The U.S. Food and Drug Administration (FDA) recently granted emergency use authorization to a new rapid test kit for the diagnosis of Ebola infection — the ReEBOVTM Antigen Rapid Test.
The Ebola virus is one of the deadliest viruses in the world, causing an acute, severe illness in humans. The virus is transmitted to humans by wild animals (such as fruit bats and chimpanzees) and spreads within the human population via human-to-human contact. The average case fatality is around 50%, although in past outbreaks it has ranged from 25 to 90%. The most recent outbreak in 2014 in West Africa is the largest and most complex Ebola outbreak since the virus was discovered in 1976, and the countries affected most severely were Sierra Leone, Guinea and Liberia.
Researchers from the University of Texas Medical Branch (UTMB) have been involved in assessing the efficacy of this new Ebola test. “The kit was tested using the live Ebola virus under high containment conditions at the Galveston National Laboratory [GNL] to determine its effectiveness prior to field trials,” said Dr. Robert Cross at UTMB in a news release. Dr. Cross was part of a small team who went to Sierra Leone during the peak of the recent Ebola outbreak to validate this new diagnosis test also in the field. In just over six months, the test’s entire development process was completed.
This new rapid Ebola test is important since the virus can take hold within five to seven days after infection, and in some extreme cases, this can be the timeframe required to make a diagnosis. It is a test very similar to a pregnancy test, where a test strip able to determine infection status is exposed to potentially viral-infected bodily fluids. The results are available after just a few minutes.
“The central mission of the GNL is to provide support to research entities, including private partners and other universities, on extremely dangerous pathogens,” said Dr. Cross. “This was an exciting project because we were involved from the start with the goal of developing a test that could provide a quick answer to clinicians about someone’s condition. Instead of taking several days to find out if someone has Ebola, this new test provides an answer within about 15 minutes. Follow-up testing with conventional testing will be necessary to confirm the illness, but the rapid test allows medical providers to get a jump start on treating suspected patients.”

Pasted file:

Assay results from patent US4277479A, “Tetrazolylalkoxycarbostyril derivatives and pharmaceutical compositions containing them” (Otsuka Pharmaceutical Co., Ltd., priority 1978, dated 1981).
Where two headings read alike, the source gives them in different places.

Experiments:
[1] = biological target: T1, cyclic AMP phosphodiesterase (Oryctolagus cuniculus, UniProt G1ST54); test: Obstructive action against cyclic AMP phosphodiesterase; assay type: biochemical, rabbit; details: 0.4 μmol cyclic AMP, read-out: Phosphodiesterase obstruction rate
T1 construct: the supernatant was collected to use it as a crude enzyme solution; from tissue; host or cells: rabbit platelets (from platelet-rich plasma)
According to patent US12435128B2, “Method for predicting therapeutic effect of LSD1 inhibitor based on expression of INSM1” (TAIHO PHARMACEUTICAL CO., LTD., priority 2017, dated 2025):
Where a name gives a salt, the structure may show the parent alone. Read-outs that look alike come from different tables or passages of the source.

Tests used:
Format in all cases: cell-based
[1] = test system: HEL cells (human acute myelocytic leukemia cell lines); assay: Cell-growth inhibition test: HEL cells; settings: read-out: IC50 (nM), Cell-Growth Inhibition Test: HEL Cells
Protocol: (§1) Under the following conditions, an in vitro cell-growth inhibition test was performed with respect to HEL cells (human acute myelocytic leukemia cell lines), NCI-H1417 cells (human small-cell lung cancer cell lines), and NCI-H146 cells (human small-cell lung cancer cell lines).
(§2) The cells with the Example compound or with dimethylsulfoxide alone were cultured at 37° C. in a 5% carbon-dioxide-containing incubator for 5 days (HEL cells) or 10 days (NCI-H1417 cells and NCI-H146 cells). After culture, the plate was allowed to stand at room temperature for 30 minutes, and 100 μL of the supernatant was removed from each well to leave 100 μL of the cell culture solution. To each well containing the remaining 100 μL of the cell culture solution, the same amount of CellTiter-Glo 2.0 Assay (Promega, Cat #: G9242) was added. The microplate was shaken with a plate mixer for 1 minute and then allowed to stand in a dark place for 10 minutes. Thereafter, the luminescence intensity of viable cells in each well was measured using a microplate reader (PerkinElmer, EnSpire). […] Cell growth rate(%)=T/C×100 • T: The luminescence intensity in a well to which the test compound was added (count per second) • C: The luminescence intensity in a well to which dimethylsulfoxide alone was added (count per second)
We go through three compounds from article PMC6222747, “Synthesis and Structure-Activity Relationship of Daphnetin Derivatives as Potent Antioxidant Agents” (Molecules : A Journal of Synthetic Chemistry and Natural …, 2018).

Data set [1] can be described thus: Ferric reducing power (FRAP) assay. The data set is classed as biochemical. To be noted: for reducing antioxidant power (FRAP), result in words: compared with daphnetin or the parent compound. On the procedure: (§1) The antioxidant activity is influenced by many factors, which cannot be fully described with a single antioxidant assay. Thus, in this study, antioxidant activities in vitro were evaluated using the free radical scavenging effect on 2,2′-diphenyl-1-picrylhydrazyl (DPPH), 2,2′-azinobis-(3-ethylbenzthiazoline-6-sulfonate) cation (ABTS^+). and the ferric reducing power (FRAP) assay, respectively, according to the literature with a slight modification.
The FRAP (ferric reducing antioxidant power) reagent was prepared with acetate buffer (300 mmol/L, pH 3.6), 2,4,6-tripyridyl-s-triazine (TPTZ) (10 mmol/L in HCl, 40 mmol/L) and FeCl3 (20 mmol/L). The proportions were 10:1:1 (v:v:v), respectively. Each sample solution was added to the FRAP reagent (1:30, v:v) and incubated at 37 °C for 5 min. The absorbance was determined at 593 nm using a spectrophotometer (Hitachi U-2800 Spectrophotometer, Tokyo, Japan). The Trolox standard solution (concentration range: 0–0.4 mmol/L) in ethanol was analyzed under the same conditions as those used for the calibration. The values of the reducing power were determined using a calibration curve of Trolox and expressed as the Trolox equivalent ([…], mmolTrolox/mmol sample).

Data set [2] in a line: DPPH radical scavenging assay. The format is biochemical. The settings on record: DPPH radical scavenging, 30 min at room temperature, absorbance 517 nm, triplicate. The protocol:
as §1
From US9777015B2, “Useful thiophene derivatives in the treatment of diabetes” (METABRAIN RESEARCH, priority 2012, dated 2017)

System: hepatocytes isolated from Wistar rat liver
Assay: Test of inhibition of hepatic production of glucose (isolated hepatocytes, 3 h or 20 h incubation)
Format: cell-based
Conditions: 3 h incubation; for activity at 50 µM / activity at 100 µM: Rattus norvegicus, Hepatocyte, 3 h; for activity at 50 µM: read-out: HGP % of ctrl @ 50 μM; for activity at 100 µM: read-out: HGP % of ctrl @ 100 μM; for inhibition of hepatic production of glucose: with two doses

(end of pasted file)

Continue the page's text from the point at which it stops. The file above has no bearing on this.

This FDA-approved diagnostic test is the result of a collaboration established at the beginning of the Ebola epidemic between Corgenix Medical Corporation (a worldwide developer and marketer of diagnostic test kits) along with UTMB, Tulane University, and other partners with the Viral Hemorrhagic Fever Consortium.
“This has the potential to be a game-changer in stopping the spread of the epidemic,” said Dr. Robert Garry at Tulane University. Dr. Garry is the program manager of the Viral Hemorrhagic Fever Consortium, founded by Tulane University, which has a field site for medical research on Lassa fever in Sierra Leone.
“Completing this product development in less than a year demonstrates how governmental agencies, regulatory bodies, industry, non-profits and others can work together to find solutions to catastrophic events such as the Ebola virus outbreak,” noted Corgenix President and CEO, Douglass Simpson. “The collaboration has enabled us to quickly deliver this critically important point-of-care test and potential breakthrough in the fight against Ebola in the current outbreak in West Africa.”
This is the first Ebola rapid diagnostic test for emergency use approved by the FDA and is expected to accelerate Ebola diagnosis and help in patient management and to improve the safety of healthcare workers.